The initial pressure test I did was with a tester I borrowed from a local auto parts store but I seemed to have a problem getting the tester to seal to the radiator fill neck. I would like to suspect the tester rather than the engine for the slow pressure drop but given the coolant loss that is probably wishful thinking.

I will look into the combustion test but if there are any other suggestions they would be greatly appreciated.

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post #5 of 31 Old 01-17-2020, 09:48 AM Thread Starter
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I borrowed a combustion detector from O'Reilly and it didn't indicate any combustion leakage into the coolant after several minutes. I am hoping that it is correct and that means I don't have a head gasket problem, or a cracked head.

However, that doesn't help resolve the coolant loss question.

I can believe the initial pressure test results that showed a slow pressure loss were flawed given the problems I had with the tester sealing on the radiator but I am still convinced that I am loosing coolant somewhere.

My plan of attack from here is to continue to run it and monitor the coolant loss and any indication that there is coolant in the oil, or exhaust and hope the leak path is external and will eventually reveal itself.

Any other suggestions would be appreciated.

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post #6 of 31 Old 01-17-2020, 12:23 PM
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The results of the Combustion test is good news. I vote there has to be a slightly loose hose clamp somewhere. I would go back over every clamp and hose you can and just double check. Its possible you have a slight leak that might be near the exhaust(like a heater hose) that leaks onto the hot exhaust and evaporates before it drips on the ground. If you still cant find anything obvious, double check the A/C drain for signs of coolant leaking(slight leak in heater core?). At least you arent tearing into the motor. Im sure you already know, but just dont let the coolant level get low enough to get air into the system. We all know how hard that is to get back out, and it can cause hot spots inside your engine that the guage never knows about. Thus causing engine damage to your new engine. Good luck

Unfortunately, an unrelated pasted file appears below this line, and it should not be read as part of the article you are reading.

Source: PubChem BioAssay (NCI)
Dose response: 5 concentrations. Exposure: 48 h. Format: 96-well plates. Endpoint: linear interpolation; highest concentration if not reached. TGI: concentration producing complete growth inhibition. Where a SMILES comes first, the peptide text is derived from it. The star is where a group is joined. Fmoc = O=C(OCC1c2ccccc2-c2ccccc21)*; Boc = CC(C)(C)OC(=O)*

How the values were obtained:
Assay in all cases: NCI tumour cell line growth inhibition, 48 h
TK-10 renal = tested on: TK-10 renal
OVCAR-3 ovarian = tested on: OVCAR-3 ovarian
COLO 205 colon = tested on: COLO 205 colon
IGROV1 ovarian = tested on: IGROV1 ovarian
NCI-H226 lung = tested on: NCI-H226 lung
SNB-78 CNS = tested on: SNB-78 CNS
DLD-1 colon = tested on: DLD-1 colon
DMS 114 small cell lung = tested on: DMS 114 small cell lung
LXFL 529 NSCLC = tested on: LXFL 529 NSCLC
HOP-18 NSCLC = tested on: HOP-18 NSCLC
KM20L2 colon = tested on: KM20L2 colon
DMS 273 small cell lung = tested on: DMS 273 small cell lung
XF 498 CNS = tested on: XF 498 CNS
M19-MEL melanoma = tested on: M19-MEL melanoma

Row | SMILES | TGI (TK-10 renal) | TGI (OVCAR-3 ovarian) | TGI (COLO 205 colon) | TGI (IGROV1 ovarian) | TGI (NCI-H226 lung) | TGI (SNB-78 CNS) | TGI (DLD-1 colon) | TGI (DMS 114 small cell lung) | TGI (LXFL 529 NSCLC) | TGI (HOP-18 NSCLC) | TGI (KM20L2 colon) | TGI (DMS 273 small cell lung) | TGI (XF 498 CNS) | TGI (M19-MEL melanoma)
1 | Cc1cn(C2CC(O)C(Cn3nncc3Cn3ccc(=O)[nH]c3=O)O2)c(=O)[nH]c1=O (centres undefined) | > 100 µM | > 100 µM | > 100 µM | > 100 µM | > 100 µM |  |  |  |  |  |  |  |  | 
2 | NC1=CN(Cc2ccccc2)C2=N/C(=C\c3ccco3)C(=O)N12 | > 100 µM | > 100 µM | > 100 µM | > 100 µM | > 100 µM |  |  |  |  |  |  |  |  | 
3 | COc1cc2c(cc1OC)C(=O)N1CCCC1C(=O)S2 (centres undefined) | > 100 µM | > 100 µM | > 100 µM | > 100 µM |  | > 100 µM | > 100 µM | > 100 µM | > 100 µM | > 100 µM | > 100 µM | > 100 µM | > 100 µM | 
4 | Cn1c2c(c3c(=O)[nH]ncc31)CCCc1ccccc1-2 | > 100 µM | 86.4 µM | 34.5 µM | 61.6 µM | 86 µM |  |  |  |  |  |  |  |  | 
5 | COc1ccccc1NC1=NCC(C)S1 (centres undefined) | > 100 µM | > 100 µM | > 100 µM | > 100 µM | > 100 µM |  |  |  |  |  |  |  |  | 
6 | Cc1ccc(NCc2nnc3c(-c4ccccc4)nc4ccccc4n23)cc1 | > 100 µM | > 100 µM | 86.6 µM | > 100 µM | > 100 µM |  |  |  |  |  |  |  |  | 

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post #7 of 31 Old 01-17-2020, 12:26 PM
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Another thought just popped up, did you replace the water pump when you did the overhaul? Most people do, but if not, could it be leaking out the weep hole slightly? Look for the telltale trail?

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post #8 of 31 Old 01-17-2020, 03:22 PM Thread Starter
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I didn't replace the water pump in part because it appeared to have been recently replaced by the PO.

Another bit of information. I drove to and from town (about 5 miles each way) with a few hours stopped in town. Upon return home I pulled into the garage and proceeded to replace the rear wiper blade, which took a few minutes. While I was doing the wiper blade replacement there was a sudden and relatively significant amount of white smoke out of the tailpipe (engine is not running and hasn't been for 2-3 minutes). I am speculating that there is a crack is one of the cylinder heads that opens up under heat and coolant system pressure from a coolant passage to an exhaust port.